At times black women are often restricted from expressing themselves. “If someone wants to make an assumption or jump to a conclusion about me because of my race or gender, that's on them, but their assumptions aren't going to define me," Acker declares. “If something makes me angry or happy I will express that and if someone wants to caricature me, that's their pigeonholing; that's not my problem." A lifelong lesson she learned and shared is to not let other people define who you are. It is one of three bits of wisdom.

Three Pieces Of Advice From Judge Acker

The Power Of Self-awareness

“It's really important that you have a really firm sense of what you want to do and be, and how you're moving in the world because when people try to sway you, judge you or steer you off course you've got to have some basis for getting back on track."

Know Your Support System

“Have a strong community of people who you trust, love and who love you," she advises. “But also learn to love and trust yourself because sometimes it's your own voice that can provide you the most comfort or solace in something."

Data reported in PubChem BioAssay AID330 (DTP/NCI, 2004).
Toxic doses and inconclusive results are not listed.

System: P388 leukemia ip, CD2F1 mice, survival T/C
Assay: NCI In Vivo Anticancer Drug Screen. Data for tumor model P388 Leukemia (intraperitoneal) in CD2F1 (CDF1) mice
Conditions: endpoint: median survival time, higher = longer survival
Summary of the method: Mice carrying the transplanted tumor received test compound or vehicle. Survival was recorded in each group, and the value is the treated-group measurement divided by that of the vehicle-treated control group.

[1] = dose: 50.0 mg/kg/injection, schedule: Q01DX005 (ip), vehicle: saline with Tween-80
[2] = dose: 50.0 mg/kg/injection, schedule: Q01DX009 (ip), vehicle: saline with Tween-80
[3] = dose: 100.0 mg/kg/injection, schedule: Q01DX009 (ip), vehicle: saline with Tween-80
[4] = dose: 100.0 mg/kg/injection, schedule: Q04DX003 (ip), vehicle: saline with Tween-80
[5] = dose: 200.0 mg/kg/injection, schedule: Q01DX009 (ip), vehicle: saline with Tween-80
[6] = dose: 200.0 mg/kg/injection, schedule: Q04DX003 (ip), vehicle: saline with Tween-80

Learn From Your Experiences

“Trust yourself. Take care of yourself. Don't be too hard on yourself. Be honest with yourself.

“There are times when it's not enough to say this is who I am. Take it or leave it. Sometimes we've got things that we need to work on, change or improve upon," she concludes.

Acker stands out not only because of her accomplishments, but the way she views certain aspects of her life. These days, she's comfortable accepting what makes her different. “I think there's a time when you're younger when conformity feels comfortable, [but] I'm comfortable these days not conforming," she laughs. She enjoys being a decision maker and helping people work through it on Hot Bench.

This article was originally published May 15, 2019.